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Wednesday, January 20, 2016

Author Interview : Malay Upadhyay, author of ‘Kalki Evian : The Ring of Khaoriphea' (Part 1)

Malay Upadhyay
Read up, the first part of the much delayed Interview with Malay Upadhayay (Part 1), author of Kalki Evian : The Ring of Khaoriphea’. The central idea of the story is reflected well in his interview,  and that is 'we must all break free from our presumptions of time and space. So, whatever and however it is, it is okay.' So, let us hope for that.
In this part, he tells us how the book came about, the kind of research which, went into the making of this book, the similarities between the main characters and the lives today, whether his characters or the storyline took precedence, what the most challenging part of writing this book was, and a lot more in the second part, Folks...

Could you describe the journey of ‘Kalki Evian : The Ring of Khaoriphea’? How did it begin? What kind of research was put into it?


Kalki Evian’s story is not entirely his own, given the very idea of a connected species and universe engaged in continuous chain of cause and effect. His journey involves time travel. Therefore, to narrate it, one must first understand the past that influenced it to begin with. While one may expect an immediate focus on the legend of Kalki, it is important to know that he is, at this point of time, just another human.


The concept behind the ‘The Ring of Khaoriphea’ originally comes from my Masters dissertation at Bocconi University, Milan. At the time of its conception, I was already planning the Kalki Evian series but on more spiritual-cum-social grounds. The idea of techno-economic evolution lent excellent contemporary structure to it.


The research for the book and thesis went in tandem initially. Given the curricular requirements of that time, there were instances when I was working simultaneously on three projects. Soon enough, I had enough data to make a book of its own, and organizing it became a bigger issue. But then, it’s an ongoing process. One has to stay on the lookout for information, and allow time to do its work.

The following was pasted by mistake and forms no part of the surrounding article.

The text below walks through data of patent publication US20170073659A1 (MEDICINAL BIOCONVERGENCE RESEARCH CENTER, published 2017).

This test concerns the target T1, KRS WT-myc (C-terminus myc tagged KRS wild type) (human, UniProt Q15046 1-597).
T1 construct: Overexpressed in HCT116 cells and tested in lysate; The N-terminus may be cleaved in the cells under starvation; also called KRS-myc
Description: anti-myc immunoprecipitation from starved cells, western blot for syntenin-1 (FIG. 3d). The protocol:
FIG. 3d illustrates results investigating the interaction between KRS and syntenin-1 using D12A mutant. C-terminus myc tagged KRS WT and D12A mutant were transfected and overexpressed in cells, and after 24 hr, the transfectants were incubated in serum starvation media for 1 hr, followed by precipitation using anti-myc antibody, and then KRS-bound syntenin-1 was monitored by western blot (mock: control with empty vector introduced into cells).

How would you relate the lives of Qin or Kanha Evian or Friuli or Fridgeon to the lives today? Any similarities?

All lives are exceedingly similar to ones we see around today. Qin is the determined prodigy who has learnt to ‘control the drama’. Kanha Evian, before he becomes Qin, is aggressive and almost rebellious in questioning the foundations of what he sees around. Of course, it is towards the end of Book 1 that we find out who Qin and Kanha Evian really are. 

Friuli, meanwhile, is a been-there-done-that woman who has matured beyond the traps of cluelessness and fickle needs. Fridgeon is gullible, shifting from naive innocence to brutal revenge without much thought to the larger picture.

There are others too, of course, including probably the two most important characters of the story. But for now, they remain in the backdrop.

How do you think your book is different from everyone else’s?

Every story written with genuine intent and heart is unique, for they are inspired from life experiences and perceptions. And each of us differs on those two points.

Between your storyline and your characters, which takes precedence?

Difficult to say. The storyline takes precedence in the main novel, of course. But it is the characters that truly shape the plot, since the story and writing revolves heavily around the psyche and experiences of each character.
That is why they take precedence in all the short stories I have written, and one gets to know more about them, their past and their mentality.

What was the most challenging part of writing this book?

Explaining the Fish Model of growing and sharing a renewable form of money, without making things too academic. 

It was vital to explain why society would change the way it could but equally important to ensure the story retains its flow. To balance this was both challenging and fun.

You can Read the Review, right here

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